3D printing and additive manufacturing use a variety of materials to print out three-dimensional objects that suit many different manufacturing purposes, such as replacing a single broken part in an otherwise fine system. The 3D printing of human organs and other spatial cellular patterns and biological tissues, also called bioprinting, has the potential to replace a broken or unusable part of the human body.
The end product of 3D bioprinted cellular material differs from a cluster of cells cultured in a petri dish, since it actually recreates the multiple layers of cellular tissue. However, this is a great challenge for the creation of different complex organs in the human body. So far, the only organs and bodily structures that have been successfully 3D bioprinted are those that have particularly flat three-dimensional structures such as skin, tubular structures such as urine tubes and blood vessels, and hollow structures like the bladder.
The first patent for a 3D bioprinter was approved in 2006 for the “Ink-jet printing of viable cells”, in which 25 percent of the cells would remain viable after incubation for 24 hours. Traditional inkjet printers heavily inspired early 3D bioprinters, many of which held cells used for the printing process within the walls of inkjet cartridges. Today, bioprinters that follow this same model are able to print out human skin from an ink cartridge directly on a wound.
The company Organovo invented the first commercially produced bioprinter, called the NovoGen MMX Bioprinter. Organovo’s bioprinter uses “bio-ink”, or biological cellular blocks generated from the cells that are taken from the target tissue to represent key architectural and compositional elements. The printer distributes the bio-ink through a traditional layer-by-layer additive manufacturing approach, with an additional robot print head that can print out bio-inert hydrogel components to utilize as supports for structure.
This multilayered tissue derived from complex organs currently has uses in testing the impact of drugs and other pharmaceuticals without harming any humans or animals. In addition, there is much research being conducted to see how these tissues could potentially be used in the future as a source of therapy to treat patients with diseased or damaged tissue. Organovo currently does printing work relating to the liver and its cells, and, since 2013, the organization has been able to create liver tissue with up to 20 cell layers for testing that can last longer than 40 days.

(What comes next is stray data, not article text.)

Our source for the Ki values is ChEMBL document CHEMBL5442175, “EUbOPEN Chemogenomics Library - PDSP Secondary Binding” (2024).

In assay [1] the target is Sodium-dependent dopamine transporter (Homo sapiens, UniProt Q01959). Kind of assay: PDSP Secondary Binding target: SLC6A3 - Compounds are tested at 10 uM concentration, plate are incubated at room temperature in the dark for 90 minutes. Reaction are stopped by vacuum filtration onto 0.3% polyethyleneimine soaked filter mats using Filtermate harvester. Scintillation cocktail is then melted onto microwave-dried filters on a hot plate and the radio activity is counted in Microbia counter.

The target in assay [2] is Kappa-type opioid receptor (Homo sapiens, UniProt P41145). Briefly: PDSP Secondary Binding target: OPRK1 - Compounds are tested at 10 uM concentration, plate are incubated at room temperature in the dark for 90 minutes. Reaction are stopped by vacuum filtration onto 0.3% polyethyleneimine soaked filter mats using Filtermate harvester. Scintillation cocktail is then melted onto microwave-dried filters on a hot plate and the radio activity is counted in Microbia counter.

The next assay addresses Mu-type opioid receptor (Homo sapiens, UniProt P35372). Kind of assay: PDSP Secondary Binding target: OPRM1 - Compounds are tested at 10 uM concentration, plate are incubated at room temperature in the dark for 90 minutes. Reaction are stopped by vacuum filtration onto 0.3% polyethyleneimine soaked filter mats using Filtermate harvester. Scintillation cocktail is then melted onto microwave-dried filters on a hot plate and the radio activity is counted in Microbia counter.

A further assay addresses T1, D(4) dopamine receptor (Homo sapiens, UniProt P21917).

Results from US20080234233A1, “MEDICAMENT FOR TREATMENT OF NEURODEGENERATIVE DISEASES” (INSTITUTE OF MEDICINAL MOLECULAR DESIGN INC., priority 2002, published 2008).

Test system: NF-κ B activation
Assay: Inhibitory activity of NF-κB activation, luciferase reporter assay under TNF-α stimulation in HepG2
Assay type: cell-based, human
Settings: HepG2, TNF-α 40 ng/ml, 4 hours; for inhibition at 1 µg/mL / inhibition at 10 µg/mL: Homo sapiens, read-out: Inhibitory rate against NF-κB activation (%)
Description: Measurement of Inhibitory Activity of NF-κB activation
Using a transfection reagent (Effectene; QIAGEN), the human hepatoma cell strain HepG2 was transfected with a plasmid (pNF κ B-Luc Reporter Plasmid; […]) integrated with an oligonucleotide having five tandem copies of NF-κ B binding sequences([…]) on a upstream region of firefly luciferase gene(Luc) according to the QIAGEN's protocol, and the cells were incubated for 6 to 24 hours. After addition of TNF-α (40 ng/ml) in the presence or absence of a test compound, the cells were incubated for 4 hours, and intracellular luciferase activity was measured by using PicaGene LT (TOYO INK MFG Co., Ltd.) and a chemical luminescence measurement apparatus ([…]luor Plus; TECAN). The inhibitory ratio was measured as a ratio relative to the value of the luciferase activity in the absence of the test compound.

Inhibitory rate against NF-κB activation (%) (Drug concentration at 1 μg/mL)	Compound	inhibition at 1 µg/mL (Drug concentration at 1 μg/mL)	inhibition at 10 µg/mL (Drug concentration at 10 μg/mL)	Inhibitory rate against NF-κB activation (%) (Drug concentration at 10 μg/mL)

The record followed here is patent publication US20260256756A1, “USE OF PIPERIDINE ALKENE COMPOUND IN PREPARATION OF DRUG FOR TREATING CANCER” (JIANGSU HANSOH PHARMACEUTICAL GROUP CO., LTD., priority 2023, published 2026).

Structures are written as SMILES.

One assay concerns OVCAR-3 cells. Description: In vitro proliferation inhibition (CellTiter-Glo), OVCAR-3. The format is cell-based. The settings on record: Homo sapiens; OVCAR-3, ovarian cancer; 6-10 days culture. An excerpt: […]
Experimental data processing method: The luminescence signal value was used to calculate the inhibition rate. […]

The term bioprinting is not just limited to the printing of biological material. It also applies to the 3D printing and additive manufacturing of different medical devices, such as prosthetics or titanium and ceramic surgical implants. Different replacement appendages designed and manufactured through 3D printing technology have been successfully grafted to the bodies of living things, such as a four-year old boy’s prosthetic ear and a replacement leg for a dog that lost its leg in an accident.
An issue common with all kinds of surgical implants and other foreign materials that is shared with bioprinted materials is that the body can reject them. This can be incredibly worrisome with the replacement of cells and organs, since they could be necessary for keeping the patient alive. Creating bioprinted materials that exactly match the tissues and organs from which they derive will be essential for the possibility of using them for transplantation.
Other issues will arise with bioprinting when it eventually leaves its experimental stage. For example, it will need to be decided whether it will be used simply for testing drugs and for education, or if complete printed organs will actually be transplanted into patients. Transplanting manufactured organs can save the lives of the masses that today require new organs from donors, including the 122,000 people in the United States Organ Transplant Waiting List. However, ethical issues related to printing human tissue are predicted to come up very soon, such as the possibility of enhancing these organs with “nonhuman” capabilities.